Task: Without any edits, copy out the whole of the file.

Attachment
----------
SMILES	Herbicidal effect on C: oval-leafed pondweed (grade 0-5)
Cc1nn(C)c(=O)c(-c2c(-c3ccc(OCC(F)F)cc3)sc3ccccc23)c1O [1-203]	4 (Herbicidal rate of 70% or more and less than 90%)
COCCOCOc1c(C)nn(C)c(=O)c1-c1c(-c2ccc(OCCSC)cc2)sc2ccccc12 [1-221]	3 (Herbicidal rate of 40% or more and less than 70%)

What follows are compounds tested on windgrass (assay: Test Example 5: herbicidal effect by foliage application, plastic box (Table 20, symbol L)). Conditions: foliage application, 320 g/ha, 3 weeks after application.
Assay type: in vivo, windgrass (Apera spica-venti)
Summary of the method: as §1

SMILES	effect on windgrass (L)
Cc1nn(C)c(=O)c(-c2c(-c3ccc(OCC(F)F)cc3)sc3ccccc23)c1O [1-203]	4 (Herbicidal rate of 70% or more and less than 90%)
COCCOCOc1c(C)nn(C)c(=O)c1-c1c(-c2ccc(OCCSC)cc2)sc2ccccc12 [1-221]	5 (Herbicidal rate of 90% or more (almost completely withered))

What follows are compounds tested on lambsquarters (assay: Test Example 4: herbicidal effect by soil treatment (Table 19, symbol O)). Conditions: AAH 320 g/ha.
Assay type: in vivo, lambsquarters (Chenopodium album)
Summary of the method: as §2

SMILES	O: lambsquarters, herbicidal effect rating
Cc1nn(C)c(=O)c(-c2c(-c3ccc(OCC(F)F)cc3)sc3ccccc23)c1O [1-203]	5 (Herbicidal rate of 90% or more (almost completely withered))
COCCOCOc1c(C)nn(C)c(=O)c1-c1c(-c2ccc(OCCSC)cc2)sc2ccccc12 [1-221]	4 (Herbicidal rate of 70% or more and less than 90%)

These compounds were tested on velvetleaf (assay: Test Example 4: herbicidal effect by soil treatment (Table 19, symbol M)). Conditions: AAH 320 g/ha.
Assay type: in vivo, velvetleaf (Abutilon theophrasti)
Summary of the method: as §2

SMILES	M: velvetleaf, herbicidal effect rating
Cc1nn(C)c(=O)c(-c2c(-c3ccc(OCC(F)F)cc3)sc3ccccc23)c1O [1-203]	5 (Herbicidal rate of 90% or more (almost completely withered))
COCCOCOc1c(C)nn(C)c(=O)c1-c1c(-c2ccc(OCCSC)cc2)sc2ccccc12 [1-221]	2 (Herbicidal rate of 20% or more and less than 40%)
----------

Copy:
SMILES	Herbicidal effect on C: oval-leafed pondweed (grade 0-5)
Cc1nn(C)c(=O)c(-c2c(-c3ccc(OCC(F)F)cc3)sc3ccccc23)c1O [1-203]	4 (Herbicidal rate of 70% or more and less than 90%)
COCCOCOc1c(C)nn(C)c(=O)c1-c1c(-c2ccc(OCCSC)cc2)sc2ccccc12 [1-221]	3 (Herbicidal rate of 40% or more and less than 70%)

What follows are compounds tested on windgrass (assay: Test Example 5: herbicidal effect by foliage application, plastic box (Table 20, symbol L)). Conditions: foliage application, 320 g/ha, 3 weeks after application.
Assay type: in vivo, windgrass (Apera spica-venti)
Summary of the method: as §1

SMILES	effect on windgrass (L)
Cc1nn(C)c(=O)c(-c2c(-c3ccc(OCC(F)F)cc3)sc3ccccc23)c1O [1-203]	4 (Herbicidal rate of 70% or more and less than 90%)
COCCOCOc1c(C)nn(C)c(=O)c1-c1c(-c2ccc(OCCSC)cc2)sc2ccccc12 [1-221]	5 (Herbicidal rate of 90% or more (almost completely withered))

What follows are compounds tested on lambsquarters (assay: Test Example 4: herbicidal effect by soil treatment (Table 19, symbol O)). Conditions: AAH 320 g/ha.
Assay type: in vivo, lambsquarters (Chenopodium album)
Summary of the method: as §2

SMILES	O: lambsquarters, herbicidal effect rating
Cc1nn(C)c(=O)c(-c2c(-c3ccc(OCC(F)F)cc3)sc3ccccc23)c1O [1-203]	5 (Herbicidal rate of 90% or more (almost completely withered))
COCCOCOc1c(C)nn(C)c(=O)c1-c1c(-c2ccc(OCCSC)cc2)sc2ccccc12 [1-221]	4 (Herbicidal rate of 70% or more and less than 90%)

These compounds were tested on velvetleaf (assay: Test Example 4: herbicidal effect by soil treatment (Table 19, symbol M)). Conditions: AAH 320 g/ha.
Assay type: in vivo, velvetleaf (Abutilon theophrasti)
Summary of the method: as §2

SMILES	M: velvetleaf, herbicidal effect rating
Cc1nn(C)c(=O)c(-c2c(-c3ccc(OCC(F)F)cc3)sc3ccccc23)c1O [1-203]	5 (Herbicidal rate of 90% or more (almost completely withered))
COCCOCOc1c(C)nn(C)c(=O)c1-c1c(-c2ccc(OCCSC)cc2)sc2ccccc12 [1-221]	2 (Herbicidal rate of 20% or more and less than 40%)